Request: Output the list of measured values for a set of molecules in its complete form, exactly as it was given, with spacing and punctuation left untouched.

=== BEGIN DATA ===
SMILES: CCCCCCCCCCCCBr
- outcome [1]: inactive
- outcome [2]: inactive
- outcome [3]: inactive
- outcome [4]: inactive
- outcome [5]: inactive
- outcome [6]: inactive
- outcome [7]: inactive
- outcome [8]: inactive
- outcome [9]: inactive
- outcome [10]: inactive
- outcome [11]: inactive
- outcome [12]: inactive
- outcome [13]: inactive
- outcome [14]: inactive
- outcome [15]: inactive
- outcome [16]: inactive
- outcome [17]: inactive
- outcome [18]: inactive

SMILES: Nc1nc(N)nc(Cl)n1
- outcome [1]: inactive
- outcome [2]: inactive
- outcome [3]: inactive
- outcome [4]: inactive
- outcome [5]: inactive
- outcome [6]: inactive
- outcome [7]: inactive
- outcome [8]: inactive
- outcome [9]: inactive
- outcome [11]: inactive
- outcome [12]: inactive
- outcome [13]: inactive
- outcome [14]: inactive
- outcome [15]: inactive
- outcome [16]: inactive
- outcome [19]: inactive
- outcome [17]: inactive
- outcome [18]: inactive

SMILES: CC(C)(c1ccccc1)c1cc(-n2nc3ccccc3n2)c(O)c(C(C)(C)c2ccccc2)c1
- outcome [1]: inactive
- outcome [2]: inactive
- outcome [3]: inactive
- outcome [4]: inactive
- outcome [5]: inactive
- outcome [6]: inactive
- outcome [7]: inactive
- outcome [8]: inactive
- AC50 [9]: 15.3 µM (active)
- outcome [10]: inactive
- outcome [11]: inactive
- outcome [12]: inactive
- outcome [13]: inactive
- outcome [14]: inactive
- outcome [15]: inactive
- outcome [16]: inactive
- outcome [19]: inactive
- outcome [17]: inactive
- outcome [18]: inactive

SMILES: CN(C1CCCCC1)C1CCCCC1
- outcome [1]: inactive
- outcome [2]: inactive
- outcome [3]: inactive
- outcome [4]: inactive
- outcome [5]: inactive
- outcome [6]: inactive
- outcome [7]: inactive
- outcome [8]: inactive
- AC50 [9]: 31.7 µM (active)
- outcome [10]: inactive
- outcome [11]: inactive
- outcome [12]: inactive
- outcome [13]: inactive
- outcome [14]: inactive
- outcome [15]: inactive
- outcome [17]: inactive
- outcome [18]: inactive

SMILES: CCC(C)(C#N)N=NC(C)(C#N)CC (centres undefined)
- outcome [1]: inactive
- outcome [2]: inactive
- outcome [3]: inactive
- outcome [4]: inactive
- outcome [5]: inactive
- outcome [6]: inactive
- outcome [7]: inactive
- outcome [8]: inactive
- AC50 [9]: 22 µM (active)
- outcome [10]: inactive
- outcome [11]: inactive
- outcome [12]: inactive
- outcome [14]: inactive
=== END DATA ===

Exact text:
SMILES: CCCCCCCCCCCCBr
- outcome [1]: inactive
- outcome [2]: inactive
- outcome [3]: inactive
- outcome [4]: inactive
- outcome [5]: inactive
- outcome [6]: inactive
- outcome [7]: inactive
- outcome [8]: inactive
- outcome [9]: inactive
- outcome [10]: inactive
- outcome [11]: inactive
- outcome [12]: inactive
- outcome [13]: inactive
- outcome [14]: inactive
- outcome [15]: inactive
- outcome [16]: inactive
- outcome [17]: inactive
- outcome [18]: inactive

SMILES: Nc1nc(N)nc(Cl)n1
- outcome [1]: inactive
- outcome [2]: inactive
- outcome [3]: inactive
- outcome [4]: inactive
- outcome [5]: inactive
- outcome [6]: inactive
- outcome [7]: inactive
- outcome [8]: inactive
- outcome [9]: inactive
- outcome [11]: inactive
- outcome [12]: inactive
- outcome [13]: inactive
- outcome [14]: inactive
- outcome [15]: inactive
- outcome [16]: inactive
- outcome [19]: inactive
- outcome [17]: inactive
- outcome [18]: inactive

SMILES: CC(C)(c1ccccc1)c1cc(-n2nc3ccccc3n2)c(O)c(C(C)(C)c2ccccc2)c1
- outcome [1]: inactive
- outcome [2]: inactive
- outcome [3]: inactive
- outcome [4]: inactive
- outcome [5]: inactive
- outcome [6]: inactive
- outcome [7]: inactive
- outcome [8]: inactive
- AC50 [9]: 15.3 µM (active)
- outcome [10]: inactive
- outcome [11]: inactive
- outcome [12]: inactive
- outcome [13]: inactive
- outcome [14]: inactive
- outcome [15]: inactive
- outcome [16]: inactive
- outcome [19]: inactive
- outcome [17]: inactive
- outcome [18]: inactive

SMILES: CN(C1CCCCC1)C1CCCCC1
- outcome [1]: inactive
- outcome [2]: inactive
- outcome [3]: inactive
- outcome [4]: inactive
- outcome [5]: inactive
- outcome [6]: inactive
- outcome [7]: inactive
- outcome [8]: inactive
- AC50 [9]: 31.7 µM (active)
- outcome [10]: inactive
- outcome [11]: inactive
- outcome [12]: inactive
- outcome [13]: inactive
- outcome [14]: inactive
- outcome [15]: inactive
- outcome [17]: inactive
- outcome [18]: inactive

SMILES: CCC(C)(C#N)N=NC(C)(C#N)CC (centres undefined)
- outcome [1]: inactive
- outcome [2]: inactive
- outcome [3]: inactive
- outcome [4]: inactive
- outcome [5]: inactive
- outcome [6]: inactive
- outcome [7]: inactive
- outcome [8]: inactive
- AC50 [9]: 22 µM (active)
- outcome [10]: inactive
- outcome [11]: inactive
- outcome [12]: inactive
- outcome [14]: inactive